Cactus and stingers and night – oh my!

Sonoran Desert mysterious after dark

A Sonoran desert toad is one of the creatures you don’t mind running into during a summer night tour at the McDowell Mountain Regional Park near Phoenix. Interpretive ranger Amy Burnett shows off the toad on a moonlit tour. Enlarge photo

Donna Graver/McDowell Mountain Regional Park/Assoc

A Sonoran desert toad is one of the creatures you don’t mind running into during a summer night tour at the McDowell Mountain Regional Park near Phoenix. Interpretive ranger Amy Burnett shows off the toad on a moonlit tour.

PHOENIX – “Everything in the Sonoran Desert either sticks, stings, bites or eats meat. There are quite a few things you don’t want to touch and in the dark it’s harder to discern between safe and scary,” said tour guide Bruce Leadbetter as he geared up to lead a night hike of McDowell Mountain Regional Park in Fountain Hills, northeast of Phoenix.

The cautionary note was not necessarily comforting as I headed into the vastness of the desert after dark with a dozen other hikers.

Nothing but the moon illuminated the shapes and shadows of barren trees, wiry plants and cacti. But then, like a sign from above, the near pitch black was ablaze with streams of bright white lights as meteoroid after meteoroid shot through the sky for what seemed like minutes. The natural fireworks were a prelude to several hours of darkness on a hike that mixed the mystical beauty of the desert at night with the humorous warnings from our guide, a former Marine and co-owner of an outdoor adventure company called 360 Adventures.

For example: “If you get lost, look for barrel cactus, they tend to always lean south.” But don’t get too close. Pointing at the “jumping cactus” (also known as the cholla cactus), which looks like the pale lovechild of a cactus and a pine tree, Leadbetter warned that the species will pierce your skin with its sharp needles if you even just slightly brush against them. Moments later, someone in the group yelped as the jumping cactus lived up to its name.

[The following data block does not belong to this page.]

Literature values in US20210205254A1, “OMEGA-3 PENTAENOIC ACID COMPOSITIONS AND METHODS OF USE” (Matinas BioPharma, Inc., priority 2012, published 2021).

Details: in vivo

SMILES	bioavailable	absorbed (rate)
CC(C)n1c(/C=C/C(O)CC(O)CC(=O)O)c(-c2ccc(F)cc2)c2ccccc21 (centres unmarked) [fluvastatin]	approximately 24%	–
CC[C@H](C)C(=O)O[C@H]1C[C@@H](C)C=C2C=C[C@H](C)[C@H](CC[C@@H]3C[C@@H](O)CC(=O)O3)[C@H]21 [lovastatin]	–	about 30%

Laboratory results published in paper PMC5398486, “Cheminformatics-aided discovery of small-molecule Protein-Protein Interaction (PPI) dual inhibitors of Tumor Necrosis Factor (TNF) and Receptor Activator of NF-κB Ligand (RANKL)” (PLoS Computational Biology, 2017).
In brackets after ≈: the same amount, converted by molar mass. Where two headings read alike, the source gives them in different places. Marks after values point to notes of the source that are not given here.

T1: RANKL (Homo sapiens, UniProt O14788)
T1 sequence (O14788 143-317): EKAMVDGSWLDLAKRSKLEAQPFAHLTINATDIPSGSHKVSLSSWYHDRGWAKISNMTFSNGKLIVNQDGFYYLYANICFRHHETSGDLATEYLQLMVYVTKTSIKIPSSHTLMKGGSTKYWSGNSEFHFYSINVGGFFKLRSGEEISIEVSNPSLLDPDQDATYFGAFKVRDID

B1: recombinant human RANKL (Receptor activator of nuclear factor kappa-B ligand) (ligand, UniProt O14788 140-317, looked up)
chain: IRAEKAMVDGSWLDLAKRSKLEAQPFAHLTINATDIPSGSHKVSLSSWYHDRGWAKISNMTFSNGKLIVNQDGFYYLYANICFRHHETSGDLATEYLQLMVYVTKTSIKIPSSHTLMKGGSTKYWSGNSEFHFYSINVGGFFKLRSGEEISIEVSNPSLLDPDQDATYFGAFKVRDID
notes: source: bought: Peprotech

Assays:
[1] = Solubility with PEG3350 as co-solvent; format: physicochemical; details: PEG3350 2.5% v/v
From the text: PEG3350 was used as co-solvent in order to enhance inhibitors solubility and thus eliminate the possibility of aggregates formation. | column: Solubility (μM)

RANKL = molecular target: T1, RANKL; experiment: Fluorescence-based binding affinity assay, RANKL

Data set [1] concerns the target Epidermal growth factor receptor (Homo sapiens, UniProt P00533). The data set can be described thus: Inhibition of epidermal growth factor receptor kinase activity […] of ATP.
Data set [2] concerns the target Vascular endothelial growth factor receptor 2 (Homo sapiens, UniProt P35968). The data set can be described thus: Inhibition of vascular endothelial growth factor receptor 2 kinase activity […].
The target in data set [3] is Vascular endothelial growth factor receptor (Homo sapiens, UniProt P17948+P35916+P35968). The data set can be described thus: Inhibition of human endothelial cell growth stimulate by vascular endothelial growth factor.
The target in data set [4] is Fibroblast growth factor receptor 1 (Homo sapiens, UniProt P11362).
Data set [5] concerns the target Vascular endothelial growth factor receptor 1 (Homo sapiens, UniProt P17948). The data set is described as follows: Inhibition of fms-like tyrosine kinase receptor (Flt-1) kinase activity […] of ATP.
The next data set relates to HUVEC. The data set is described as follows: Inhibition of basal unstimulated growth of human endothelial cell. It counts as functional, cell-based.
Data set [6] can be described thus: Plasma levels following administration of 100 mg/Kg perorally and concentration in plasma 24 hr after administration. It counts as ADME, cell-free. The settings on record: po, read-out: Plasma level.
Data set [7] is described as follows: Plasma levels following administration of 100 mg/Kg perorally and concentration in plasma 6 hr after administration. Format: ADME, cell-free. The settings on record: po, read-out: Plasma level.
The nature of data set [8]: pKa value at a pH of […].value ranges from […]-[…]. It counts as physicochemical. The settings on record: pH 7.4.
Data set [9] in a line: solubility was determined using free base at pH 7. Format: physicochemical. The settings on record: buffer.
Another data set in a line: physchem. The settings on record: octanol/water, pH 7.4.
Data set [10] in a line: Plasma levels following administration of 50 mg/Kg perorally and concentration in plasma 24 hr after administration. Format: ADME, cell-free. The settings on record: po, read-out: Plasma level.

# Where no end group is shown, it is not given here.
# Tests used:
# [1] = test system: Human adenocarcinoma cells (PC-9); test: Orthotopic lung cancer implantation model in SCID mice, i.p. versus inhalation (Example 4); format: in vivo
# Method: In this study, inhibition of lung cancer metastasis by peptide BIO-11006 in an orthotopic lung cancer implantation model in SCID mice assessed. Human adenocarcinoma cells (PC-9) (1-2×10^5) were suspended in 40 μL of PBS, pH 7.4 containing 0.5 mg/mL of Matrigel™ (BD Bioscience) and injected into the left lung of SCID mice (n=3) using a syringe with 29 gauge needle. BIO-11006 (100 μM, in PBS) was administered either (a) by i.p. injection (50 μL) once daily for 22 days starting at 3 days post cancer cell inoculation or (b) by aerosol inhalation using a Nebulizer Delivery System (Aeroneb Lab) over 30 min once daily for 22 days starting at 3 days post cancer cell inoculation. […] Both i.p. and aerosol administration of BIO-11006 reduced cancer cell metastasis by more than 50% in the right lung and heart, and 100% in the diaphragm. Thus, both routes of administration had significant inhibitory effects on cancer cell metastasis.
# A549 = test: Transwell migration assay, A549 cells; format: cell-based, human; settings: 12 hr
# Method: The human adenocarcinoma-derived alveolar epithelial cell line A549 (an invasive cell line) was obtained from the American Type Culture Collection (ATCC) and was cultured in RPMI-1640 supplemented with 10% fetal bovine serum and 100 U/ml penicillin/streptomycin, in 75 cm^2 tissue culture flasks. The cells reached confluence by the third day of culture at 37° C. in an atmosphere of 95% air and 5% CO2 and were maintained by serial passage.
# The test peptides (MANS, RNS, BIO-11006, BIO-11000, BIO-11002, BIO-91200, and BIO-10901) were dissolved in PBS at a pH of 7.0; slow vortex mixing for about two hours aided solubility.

For the most part, though, exploring the Sonoran on that moonlit night was an almost solemn experience, and a stark contrast to the heat and blue skies of a daytime trip. In the evening, the sinking sun beams a fiery light over the mustard-red buttes, spires and mesas, and you gradually adjust to the calm of the cool air and dark and quiet landscape with dilated pupils and a heightened awareness. Depending on the time of year, lizards, toads and other nocturnal creatures may also be spotted.

In addition to privately arranged expeditions such as the one offered by 360 Adventures, McDowell Mountain Regional Park offers public monthly moonlit tours led by interpretive ranger Amy Burnett for just $6 a carload, www.maricopa.gov/parks/mcdowell/. Other ways of exploring the desert include hot-air balloon rides from Hot Air Expeditions – www.hotairexpeditions.com – with desert launches for sunrise trips daily throughout the year and sunset trips November-March ($175 per person or $195 with hotel pickup in Phoenix). Arizona Territorial Adventures offers Jeep expeditions June-October to see the moonrise over the rugged desert terrain, www.arizonaterritorialadventures.com, $80; other times of year, the company offers daytime desert trips. The nighttime treks from 360 Adventures are arranged upon request, year-round, $200 for the first person, $80 each additional person, and for a group of six or more, a flat $80 each; www.360-adventures.com.

Then there are the local culinary adventures. Hole-in-the-Wall is a Phoenix smokehouse with a great view that offers barbecue fare grilled on its vintage outdoor smoker and barbecue pit. The chicken is finger-lickin’ good and the cornbread moist; www.squawpeakhilton.com/dining/hole-in-the-wall. The restaurant’s backyard feast for two is $23 a person; located at the Pointe Hilton Squaw Peak Resort, 7677 N. 16th St.

In Phoenix’s cool Roosevelt Row neighborhood, try Barrio Cafe at 2814 N. 16th St., decorated with Day of the Dead artwork, barriocafe.com. Its exceptional Mexican fare by award-winning chef Silvana Salcido Esparza includes shrimp tacos, pomegranate-infused guacamole, stuffed peppers and sweet potato mash; menu prices range $10-$26.

For a fun if kitschy Western atmosphere, Greasewood Flat, a onetime stagecoach stop in Scottsdale from the 1880s, hosts country music nights with live bands on weekends with line dancing in the outdoor eating area; www.greasewoodflat.net, 27375 N. Alma School Parkway, under $10. Also in Scottsdale, The Mission offers good martinis and mojitos, plus Latin cuisine, www.themissionaz.com, 3815 N. Brown Ave.

Exploring the desert at night gives a stark contrast to the heat and blue skies of daytime. Enlarge photo

Scottsdale Convention & Visitors Bureau/Associated

Exploring the desert at night gives a stark contrast to the heat and blue skies of daytime.